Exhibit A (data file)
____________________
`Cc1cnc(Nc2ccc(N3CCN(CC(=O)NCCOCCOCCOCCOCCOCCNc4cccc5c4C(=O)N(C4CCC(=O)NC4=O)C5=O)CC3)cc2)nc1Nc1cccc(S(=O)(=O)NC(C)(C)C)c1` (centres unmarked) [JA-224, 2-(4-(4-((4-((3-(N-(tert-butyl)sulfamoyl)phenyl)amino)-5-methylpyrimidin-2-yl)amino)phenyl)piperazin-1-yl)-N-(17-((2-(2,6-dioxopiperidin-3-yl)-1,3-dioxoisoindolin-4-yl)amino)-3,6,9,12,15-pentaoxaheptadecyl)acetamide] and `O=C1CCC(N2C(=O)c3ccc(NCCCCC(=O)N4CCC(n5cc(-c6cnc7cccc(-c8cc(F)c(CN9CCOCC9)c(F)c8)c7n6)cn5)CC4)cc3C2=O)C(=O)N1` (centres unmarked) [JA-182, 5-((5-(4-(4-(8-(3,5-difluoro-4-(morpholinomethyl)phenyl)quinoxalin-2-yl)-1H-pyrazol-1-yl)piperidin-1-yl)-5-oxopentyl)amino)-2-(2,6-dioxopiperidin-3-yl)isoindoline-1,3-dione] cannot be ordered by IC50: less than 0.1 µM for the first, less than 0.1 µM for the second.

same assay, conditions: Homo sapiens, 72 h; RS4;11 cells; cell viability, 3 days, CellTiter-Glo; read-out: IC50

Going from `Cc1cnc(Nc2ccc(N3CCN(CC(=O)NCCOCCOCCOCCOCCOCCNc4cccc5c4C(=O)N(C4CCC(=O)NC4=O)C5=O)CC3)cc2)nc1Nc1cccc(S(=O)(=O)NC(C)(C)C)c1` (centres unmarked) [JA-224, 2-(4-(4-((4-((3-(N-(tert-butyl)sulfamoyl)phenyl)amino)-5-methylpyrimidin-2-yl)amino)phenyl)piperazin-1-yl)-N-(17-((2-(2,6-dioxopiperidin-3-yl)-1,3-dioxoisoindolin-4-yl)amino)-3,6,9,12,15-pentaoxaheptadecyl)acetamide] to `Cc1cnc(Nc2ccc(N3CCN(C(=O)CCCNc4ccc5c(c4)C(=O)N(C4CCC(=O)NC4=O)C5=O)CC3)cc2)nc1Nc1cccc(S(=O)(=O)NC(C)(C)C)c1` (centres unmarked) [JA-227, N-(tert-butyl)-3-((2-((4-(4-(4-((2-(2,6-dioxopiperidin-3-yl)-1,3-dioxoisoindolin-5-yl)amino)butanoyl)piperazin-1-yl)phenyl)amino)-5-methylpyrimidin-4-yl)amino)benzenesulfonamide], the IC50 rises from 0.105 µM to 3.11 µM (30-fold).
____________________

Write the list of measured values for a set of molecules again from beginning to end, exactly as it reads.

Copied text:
`Cc1cnc(Nc2ccc(N3CCN(CC(=O)NCCOCCOCCOCCOCCOCCNc4cccc5c4C(=O)N(C4CCC(=O)NC4=O)C5=O)CC3)cc2)nc1Nc1cccc(S(=O)(=O)NC(C)(C)C)c1` (centres unmarked) [JA-224, 2-(4-(4-((4-((3-(N-(tert-butyl)sulfamoyl)phenyl)amino)-5-methylpyrimidin-2-yl)amino)phenyl)piperazin-1-yl)-N-(17-((2-(2,6-dioxopiperidin-3-yl)-1,3-dioxoisoindolin-4-yl)amino)-3,6,9,12,15-pentaoxaheptadecyl)acetamide] and `O=C1CCC(N2C(=O)c3ccc(NCCCCC(=O)N4CCC(n5cc(-c6cnc7cccc(-c8cc(F)c(CN9CCOCC9)c(F)c8)c7n6)cn5)CC4)cc3C2=O)C(=O)N1` (centres unmarked) [JA-182, 5-((5-(4-(4-(8-(3,5-difluoro-4-(morpholinomethyl)phenyl)quinoxalin-2-yl)-1H-pyrazol-1-yl)piperidin-1-yl)-5-oxopentyl)amino)-2-(2,6-dioxopiperidin-3-yl)isoindoline-1,3-dione] cannot be ordered by IC50: less than 0.1 µM for the first, less than 0.1 µM for the second.

same assay, conditions: Homo sapiens, 72 h; RS4;11 cells; cell viability, 3 days, CellTiter-Glo; read-out: IC50

Going from `Cc1cnc(Nc2ccc(N3CCN(CC(=O)NCCOCCOCCOCCOCCOCCNc4cccc5c4C(=O)N(C4CCC(=O)NC4=O)C5=O)CC3)cc2)nc1Nc1cccc(S(=O)(=O)NC(C)(C)C)c1` (centres unmarked) [JA-224, 2-(4-(4-((4-((3-(N-(tert-butyl)sulfamoyl)phenyl)amino)-5-methylpyrimidin-2-yl)amino)phenyl)piperazin-1-yl)-N-(17-((2-(2,6-dioxopiperidin-3-yl)-1,3-dioxoisoindolin-4-yl)amino)-3,6,9,12,15-pentaoxaheptadecyl)acetamide] to `Cc1cnc(Nc2ccc(N3CCN(C(=O)CCCNc4ccc5c(c4)C(=O)N(C4CCC(=O)NC4=O)C5=O)CC3)cc2)nc1Nc1cccc(S(=O)(=O)NC(C)(C)C)c1` (centres unmarked) [JA-227, N-(tert-butyl)-3-((2-((4-(4-(4-((2-(2,6-dioxopiperidin-3-yl)-1,3-dioxoisoindolin-5-yl)amino)butanoyl)piperazin-1-yl)phenyl)amino)-5-methylpyrimidin-4-yl)amino)benzenesulfonamide], the IC50 rises from 0.105 µM to 3.11 µM (30-fold).